Do not say something like it wasn’t the right fit, be more precise. Start by telling what you liked about the previous position. Then tell why it is not aligned with your professional vision anymore. Maybe you are ready for more responsibility and more challenging projects. Do not apologize for wanting career growth, just explain it clearly.
Where Do You See Yourself in 5 Years?
It is hard to find a question that is more hated by job seekers. But when you apply for a job, you need to be ready for it. Answering about the future is especially challenging in today’s ever-changing job market.
The main reason why recruiters ask that is to figure out whether the company is suitable to fulfill your expectations. And if you are suitable for the position and duties. Do not say something like “working for this company” – it will be taken as dishonest, which is not a good look.
Try to avoid employment specifics and talk in more general terms. For example, talk about what you want to achieve in the industry, like working in or managing a high-performing team. You may also say that you dream of bringing your business strategy to real-life production. Saying a couple of words about personal goals, like buying a house, is also fine.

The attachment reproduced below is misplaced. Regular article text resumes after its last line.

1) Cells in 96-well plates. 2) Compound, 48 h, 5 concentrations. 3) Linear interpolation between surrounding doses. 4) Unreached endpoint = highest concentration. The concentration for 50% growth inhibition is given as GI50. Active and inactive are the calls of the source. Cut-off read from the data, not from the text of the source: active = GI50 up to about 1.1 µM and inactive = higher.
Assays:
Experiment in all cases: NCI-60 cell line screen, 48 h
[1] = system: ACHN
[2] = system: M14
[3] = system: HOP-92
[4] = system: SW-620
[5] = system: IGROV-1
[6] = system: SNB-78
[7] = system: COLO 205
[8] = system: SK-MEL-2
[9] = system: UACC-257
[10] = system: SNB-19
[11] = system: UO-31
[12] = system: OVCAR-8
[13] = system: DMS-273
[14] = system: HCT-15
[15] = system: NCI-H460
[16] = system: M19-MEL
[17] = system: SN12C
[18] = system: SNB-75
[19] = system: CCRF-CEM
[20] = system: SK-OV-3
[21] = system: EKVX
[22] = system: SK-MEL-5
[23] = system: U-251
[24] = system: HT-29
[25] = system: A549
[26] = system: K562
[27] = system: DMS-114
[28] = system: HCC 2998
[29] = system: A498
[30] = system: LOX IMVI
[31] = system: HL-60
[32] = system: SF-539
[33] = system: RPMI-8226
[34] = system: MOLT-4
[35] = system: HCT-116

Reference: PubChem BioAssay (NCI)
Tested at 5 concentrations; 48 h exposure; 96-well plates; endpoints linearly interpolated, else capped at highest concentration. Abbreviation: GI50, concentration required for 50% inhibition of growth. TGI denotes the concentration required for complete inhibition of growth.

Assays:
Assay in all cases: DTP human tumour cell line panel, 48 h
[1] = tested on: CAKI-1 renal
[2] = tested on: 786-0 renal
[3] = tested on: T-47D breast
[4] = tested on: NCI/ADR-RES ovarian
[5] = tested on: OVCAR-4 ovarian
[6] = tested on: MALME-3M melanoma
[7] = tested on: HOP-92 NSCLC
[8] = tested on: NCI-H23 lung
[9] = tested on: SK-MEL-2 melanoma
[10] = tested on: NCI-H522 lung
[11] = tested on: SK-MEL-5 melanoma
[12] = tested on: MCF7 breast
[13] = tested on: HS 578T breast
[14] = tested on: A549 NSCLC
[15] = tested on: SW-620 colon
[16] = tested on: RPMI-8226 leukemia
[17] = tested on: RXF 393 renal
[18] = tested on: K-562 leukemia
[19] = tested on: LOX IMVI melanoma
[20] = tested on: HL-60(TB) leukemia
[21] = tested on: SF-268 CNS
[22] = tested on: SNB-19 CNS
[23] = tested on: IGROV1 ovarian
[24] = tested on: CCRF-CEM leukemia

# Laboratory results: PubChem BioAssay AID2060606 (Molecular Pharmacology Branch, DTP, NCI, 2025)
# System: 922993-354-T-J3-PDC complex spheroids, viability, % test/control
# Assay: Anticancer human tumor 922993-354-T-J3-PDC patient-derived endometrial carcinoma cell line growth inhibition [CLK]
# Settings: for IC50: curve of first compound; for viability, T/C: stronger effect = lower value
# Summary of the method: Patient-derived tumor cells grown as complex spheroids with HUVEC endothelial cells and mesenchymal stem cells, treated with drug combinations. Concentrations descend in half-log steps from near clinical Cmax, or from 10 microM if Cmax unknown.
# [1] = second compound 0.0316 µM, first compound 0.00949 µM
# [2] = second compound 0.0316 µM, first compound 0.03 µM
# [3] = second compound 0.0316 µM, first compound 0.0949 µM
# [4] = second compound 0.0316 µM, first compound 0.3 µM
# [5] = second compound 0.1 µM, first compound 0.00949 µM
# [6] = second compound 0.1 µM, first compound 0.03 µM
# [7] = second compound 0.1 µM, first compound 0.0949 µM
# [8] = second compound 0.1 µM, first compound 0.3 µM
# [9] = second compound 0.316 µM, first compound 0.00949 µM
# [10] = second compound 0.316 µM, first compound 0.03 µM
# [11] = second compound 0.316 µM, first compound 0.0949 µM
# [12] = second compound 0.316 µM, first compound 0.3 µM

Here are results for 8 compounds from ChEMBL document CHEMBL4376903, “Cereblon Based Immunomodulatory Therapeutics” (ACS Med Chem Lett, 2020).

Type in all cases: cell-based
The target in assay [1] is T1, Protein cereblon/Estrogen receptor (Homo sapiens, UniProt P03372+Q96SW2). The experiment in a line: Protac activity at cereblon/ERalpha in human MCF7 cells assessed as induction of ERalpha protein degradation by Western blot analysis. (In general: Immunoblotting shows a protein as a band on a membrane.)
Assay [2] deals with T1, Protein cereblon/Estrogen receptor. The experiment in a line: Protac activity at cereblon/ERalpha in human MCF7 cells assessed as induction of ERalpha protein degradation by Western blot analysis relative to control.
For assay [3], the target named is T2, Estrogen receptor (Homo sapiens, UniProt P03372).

Why Should We Hire You?
The underlying question is what you can bring to the company and what motivates you. It is time to show what makes you a valuable asset. It is also a perfect time for your selling pitch. Focus on the specific skills and qualifications that make you suitable for the work. Mention any specific tool, software, or service you are trained in, which is relevant for the job.
Go a bit beyond the resume information. A good strategy is to combine it with the research on the company you apply to. Show how your skills, training, or experience can help with the company’s challenges.
What Would You Do (Behavioral Questions)
This is a set of inquiries that can be formulated like “tell me about the time you’ve resolved a conflict” or “give me an example of”. The goal is to see how one behaves in a particular situation (usually, under pressure or in a conflict).